A film exclusively set in a car on the M40, which is significantly composed of conversations about pouring concrete, does not sound like a particularly enticing prospect, but Locke is a genuinely mesmerising film. Most of this is down to Hardy's performance. Hardy is perhaps best known for his ability to project a particular kind of turbulent masculinity, but the key quality of Ivan Locke is that he is a man trying desperately to keep things together and stay calm under in extremely trying circumstances: he's a good man who, perhaps unfairly, is losing everything due to one mistake. He's not shirking responsibility or making excuses for himself, but occasionally the strain tells and we see a glimpse of the turmoil beneath.

The people Hardy is on the phone to include respected names like Olivia Colman and Andrew Scott, but it's the lead performance that carries the film. The ending is perhaps a little inconclusive, but then this film is really just about the journey. Locke may have a budget roughly 1% of that of Amazing Spider-Man 2's, but in terms of telling a gripping story and illuminating a believable character in three dimensions, this movie hits considerably harder. One to catch.

Another fairly unpromising starting point for a film, you might think, would be a mix-up by the renowned dabbawallahs of Mumbai, who accurately deliver 200,000 lunches to workers in the city every day (their failure rate is reputedly somewhere in the region of only one in every seven million deliveries). Nevertheless, such is the premise of Ritesh Batra’s The Lunchbox.

Ila (Nimrat Kaur) is an unhappy young housewife attempting to rekindle her husband’s interest by making him a really nice lunch every day. However, due to an almost-unheard-of error in the system, her lunches keep ending up on the desk of about-to-retire-and-unhappy-about-it curmudgeonly widower Saajan (Irrfan Kahn), who finds himself rather appreciating them. The relationship that builds between them gently shades towards romance, even as they find themselves forced to consider some difficult facts of their situation.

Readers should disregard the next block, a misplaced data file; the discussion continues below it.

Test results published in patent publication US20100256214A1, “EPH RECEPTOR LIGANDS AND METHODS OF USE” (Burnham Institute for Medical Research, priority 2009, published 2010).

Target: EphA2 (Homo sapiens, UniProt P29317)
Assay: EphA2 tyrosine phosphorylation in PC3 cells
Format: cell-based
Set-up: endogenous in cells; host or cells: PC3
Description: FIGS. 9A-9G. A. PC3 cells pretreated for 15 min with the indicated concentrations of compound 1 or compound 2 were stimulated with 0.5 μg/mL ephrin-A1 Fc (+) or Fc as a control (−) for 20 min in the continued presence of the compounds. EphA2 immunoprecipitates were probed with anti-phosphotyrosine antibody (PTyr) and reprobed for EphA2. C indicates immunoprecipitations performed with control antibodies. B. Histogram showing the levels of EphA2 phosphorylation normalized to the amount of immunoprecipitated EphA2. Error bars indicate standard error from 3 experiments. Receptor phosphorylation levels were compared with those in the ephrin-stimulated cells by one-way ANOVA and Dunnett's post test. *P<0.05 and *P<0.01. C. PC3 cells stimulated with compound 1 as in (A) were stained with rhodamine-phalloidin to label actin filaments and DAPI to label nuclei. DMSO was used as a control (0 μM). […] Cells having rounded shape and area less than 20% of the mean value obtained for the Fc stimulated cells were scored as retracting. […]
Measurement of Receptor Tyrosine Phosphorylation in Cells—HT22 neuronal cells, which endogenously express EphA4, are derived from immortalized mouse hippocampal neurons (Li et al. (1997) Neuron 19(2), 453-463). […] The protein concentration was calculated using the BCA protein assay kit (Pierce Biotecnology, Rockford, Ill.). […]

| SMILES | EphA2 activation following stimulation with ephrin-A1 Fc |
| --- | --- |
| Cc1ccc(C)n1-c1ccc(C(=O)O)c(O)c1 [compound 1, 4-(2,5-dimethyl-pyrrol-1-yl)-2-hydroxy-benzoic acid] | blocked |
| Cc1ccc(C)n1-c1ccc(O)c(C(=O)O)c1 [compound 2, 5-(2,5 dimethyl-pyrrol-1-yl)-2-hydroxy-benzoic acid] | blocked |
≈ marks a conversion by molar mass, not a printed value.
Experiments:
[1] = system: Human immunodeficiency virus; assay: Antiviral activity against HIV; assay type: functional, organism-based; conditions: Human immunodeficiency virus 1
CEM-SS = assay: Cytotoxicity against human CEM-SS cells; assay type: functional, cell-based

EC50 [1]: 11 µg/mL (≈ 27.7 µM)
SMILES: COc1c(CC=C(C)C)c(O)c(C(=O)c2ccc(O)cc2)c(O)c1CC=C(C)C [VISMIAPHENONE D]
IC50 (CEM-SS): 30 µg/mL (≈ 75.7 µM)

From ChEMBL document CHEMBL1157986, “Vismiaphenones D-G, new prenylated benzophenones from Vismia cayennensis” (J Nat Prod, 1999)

Well, yes, this looks on paper like the sort of sugar-coated cutesy life-affirming rom-com that usually makes me want to nip off somewhere quiet and open a vein, but The Lunchbox is by no means as soft or predictable as it looks. Batra isn’t afraid to mix real moments of drama and pathos into the mix, alongside some subtle romance and gentle comedy, and for much of its duration this looks like a thoughtful meditation on some of the universal aspects of modern life – ageing, loss, mortality, loneliness – rather than a cute exotic arthouse crowd-pleaser.

Khan and Baur are both very good indeed, giving marvellously subtle and layered performances, and so is Nawazuddin Siddiqui as Khan’s perky new replacement-in-training. The film really works hard to earn its big emotional pay-offs, but the ending is a bit out of left-field: this is the kind of film where the audience stays seated while the credits roll, hoping there’s still a little more to come. Nevertheless,a charming and thoughtful film – I’m not saying it made me want to set out in search of romance, but it certainly made me want to go for a curry. Another reminder that smaller is often better.